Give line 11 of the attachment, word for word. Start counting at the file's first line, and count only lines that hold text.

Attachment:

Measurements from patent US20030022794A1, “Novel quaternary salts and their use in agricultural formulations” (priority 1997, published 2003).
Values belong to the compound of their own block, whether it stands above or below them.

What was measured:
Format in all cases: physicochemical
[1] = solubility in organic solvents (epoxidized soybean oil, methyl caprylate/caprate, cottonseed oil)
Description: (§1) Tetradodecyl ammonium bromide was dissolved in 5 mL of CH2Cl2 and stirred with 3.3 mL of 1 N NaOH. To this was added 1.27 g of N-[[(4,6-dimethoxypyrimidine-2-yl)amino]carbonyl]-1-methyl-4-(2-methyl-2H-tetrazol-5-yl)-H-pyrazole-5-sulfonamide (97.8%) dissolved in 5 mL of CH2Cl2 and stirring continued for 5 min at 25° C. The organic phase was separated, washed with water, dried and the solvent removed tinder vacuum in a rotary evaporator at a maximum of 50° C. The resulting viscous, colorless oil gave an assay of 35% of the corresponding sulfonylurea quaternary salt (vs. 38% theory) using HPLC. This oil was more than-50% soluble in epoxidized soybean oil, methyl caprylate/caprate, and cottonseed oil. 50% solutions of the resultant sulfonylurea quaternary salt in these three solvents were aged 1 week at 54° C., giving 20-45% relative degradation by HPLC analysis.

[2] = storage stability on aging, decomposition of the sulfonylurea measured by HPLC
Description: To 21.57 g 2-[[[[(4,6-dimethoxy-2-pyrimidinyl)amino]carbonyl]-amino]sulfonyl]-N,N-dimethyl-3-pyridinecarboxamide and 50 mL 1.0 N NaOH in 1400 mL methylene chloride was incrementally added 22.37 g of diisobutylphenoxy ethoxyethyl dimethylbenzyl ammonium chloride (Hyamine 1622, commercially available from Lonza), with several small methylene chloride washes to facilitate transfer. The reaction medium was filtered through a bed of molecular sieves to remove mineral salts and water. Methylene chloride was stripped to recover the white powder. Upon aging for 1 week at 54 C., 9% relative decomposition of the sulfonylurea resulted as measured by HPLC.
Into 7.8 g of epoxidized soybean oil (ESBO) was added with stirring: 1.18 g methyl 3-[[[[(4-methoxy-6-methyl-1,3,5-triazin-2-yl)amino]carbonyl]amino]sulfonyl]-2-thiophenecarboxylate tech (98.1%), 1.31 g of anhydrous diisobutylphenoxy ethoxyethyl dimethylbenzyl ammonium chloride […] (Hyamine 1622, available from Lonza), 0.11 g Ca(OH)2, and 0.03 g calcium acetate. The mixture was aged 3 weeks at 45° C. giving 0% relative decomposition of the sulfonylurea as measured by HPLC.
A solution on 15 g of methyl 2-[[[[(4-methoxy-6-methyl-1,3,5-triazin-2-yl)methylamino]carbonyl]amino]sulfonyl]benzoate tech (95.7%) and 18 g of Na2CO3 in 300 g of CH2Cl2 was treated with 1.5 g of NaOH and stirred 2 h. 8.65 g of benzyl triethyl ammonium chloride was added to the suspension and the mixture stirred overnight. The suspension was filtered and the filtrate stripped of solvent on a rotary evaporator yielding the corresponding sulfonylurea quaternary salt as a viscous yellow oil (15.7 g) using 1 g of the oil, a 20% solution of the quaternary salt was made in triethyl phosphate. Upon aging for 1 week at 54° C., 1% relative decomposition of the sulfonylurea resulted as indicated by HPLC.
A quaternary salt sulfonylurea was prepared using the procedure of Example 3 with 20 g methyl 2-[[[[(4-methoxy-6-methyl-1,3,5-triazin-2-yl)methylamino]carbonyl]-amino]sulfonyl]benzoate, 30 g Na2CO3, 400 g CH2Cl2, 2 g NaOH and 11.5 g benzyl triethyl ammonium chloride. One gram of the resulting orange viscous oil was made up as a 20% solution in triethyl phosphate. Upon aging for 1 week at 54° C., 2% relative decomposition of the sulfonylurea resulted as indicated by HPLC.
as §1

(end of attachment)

A quaternary salt sulfonylurea was prepared using the procedure of Example 3 with 20 g methyl 2-[[[[(4-methoxy-6-methyl-1,3,5-triazin-2-yl)methylamino]carbonyl]-amino]sulfonyl]benzoate, 30 g Na2CO3, 400 g CH2Cl2, 2 g NaOH and 11.5 g benzyl triethyl ammonium chloride. One gram of the resulting orange viscous oil was made up as a 20% solution in triethyl phosphate. Upon aging for 1 week at 54° C., 2% relative decomposition of the sulfonylurea resulted as indicated by HPLC.